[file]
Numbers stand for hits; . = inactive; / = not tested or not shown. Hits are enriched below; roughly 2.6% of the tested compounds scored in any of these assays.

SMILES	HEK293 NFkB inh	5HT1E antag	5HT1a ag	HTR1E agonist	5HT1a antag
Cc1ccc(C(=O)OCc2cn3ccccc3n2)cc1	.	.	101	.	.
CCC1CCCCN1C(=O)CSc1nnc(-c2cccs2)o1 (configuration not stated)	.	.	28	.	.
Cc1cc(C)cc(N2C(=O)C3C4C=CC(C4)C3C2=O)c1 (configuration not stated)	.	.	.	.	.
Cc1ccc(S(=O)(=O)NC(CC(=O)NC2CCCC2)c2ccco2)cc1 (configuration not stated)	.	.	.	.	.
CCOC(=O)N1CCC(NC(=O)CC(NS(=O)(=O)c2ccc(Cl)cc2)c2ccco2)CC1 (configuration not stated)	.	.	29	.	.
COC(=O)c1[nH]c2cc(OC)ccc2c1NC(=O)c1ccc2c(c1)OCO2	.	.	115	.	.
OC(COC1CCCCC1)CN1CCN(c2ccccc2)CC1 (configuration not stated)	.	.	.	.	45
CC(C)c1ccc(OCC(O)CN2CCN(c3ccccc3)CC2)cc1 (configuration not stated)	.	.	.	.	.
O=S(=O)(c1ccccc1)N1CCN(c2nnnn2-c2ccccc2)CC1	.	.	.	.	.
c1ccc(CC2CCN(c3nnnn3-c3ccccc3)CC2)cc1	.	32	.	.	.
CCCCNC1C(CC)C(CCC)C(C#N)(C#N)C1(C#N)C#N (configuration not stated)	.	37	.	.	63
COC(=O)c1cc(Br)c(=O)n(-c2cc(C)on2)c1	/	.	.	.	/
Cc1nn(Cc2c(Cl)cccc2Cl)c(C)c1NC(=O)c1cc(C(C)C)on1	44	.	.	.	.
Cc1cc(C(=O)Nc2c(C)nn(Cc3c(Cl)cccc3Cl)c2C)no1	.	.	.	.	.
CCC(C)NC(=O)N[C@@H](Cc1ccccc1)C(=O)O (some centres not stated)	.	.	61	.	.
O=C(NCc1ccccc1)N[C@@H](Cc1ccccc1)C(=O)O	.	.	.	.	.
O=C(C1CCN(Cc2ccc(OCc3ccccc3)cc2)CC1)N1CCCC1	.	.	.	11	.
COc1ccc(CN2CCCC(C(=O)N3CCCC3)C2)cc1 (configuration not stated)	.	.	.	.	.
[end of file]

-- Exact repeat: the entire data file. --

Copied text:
Numbers stand for hits; . = inactive; / = not tested or not shown. Hits are enriched below; roughly 2.6% of the tested compounds scored in any of these assays.

SMILES	HEK293 NFkB inh	5HT1E antag	5HT1a ag	HTR1E agonist	5HT1a antag
Cc1ccc(C(=O)OCc2cn3ccccc3n2)cc1	.	.	101	.	.
CCC1CCCCN1C(=O)CSc1nnc(-c2cccs2)o1 (configuration not stated)	.	.	28	.	.
Cc1cc(C)cc(N2C(=O)C3C4C=CC(C4)C3C2=O)c1 (configuration not stated)	.	.	.	.	.
Cc1ccc(S(=O)(=O)NC(CC(=O)NC2CCCC2)c2ccco2)cc1 (configuration not stated)	.	.	.	.	.
CCOC(=O)N1CCC(NC(=O)CC(NS(=O)(=O)c2ccc(Cl)cc2)c2ccco2)CC1 (configuration not stated)	.	.	29	.	.
COC(=O)c1[nH]c2cc(OC)ccc2c1NC(=O)c1ccc2c(c1)OCO2	.	.	115	.	.
OC(COC1CCCCC1)CN1CCN(c2ccccc2)CC1 (configuration not stated)	.	.	.	.	45
CC(C)c1ccc(OCC(O)CN2CCN(c3ccccc3)CC2)cc1 (configuration not stated)	.	.	.	.	.
O=S(=O)(c1ccccc1)N1CCN(c2nnnn2-c2ccccc2)CC1	.	.	.	.	.
c1ccc(CC2CCN(c3nnnn3-c3ccccc3)CC2)cc1	.	32	.	.	.
CCCCNC1C(CC)C(CCC)C(C#N)(C#N)C1(C#N)C#N (configuration not stated)	.	37	.	.	63
COC(=O)c1cc(Br)c(=O)n(-c2cc(C)on2)c1	/	.	.	.	/
Cc1nn(Cc2c(Cl)cccc2Cl)c(C)c1NC(=O)c1cc(C(C)C)on1	44	.	.	.	.
Cc1cc(C(=O)Nc2c(C)nn(Cc3c(Cl)cccc3Cl)c2C)no1	.	.	.	.	.
CCC(C)NC(=O)N[C@@H](Cc1ccccc1)C(=O)O (some centres not stated)	.	.	61	.	.
O=C(NCc1ccccc1)N[C@@H](Cc1ccccc1)C(=O)O	.	.	.	.	.
O=C(C1CCN(Cc2ccc(OCc3ccccc3)cc2)CC1)N1CCCC1	.	.	.	11	.
COc1ccc(CN2CCCC(C(=O)N3CCCC3)C2)cc1 (configuration not stated)	.	.	.	.	.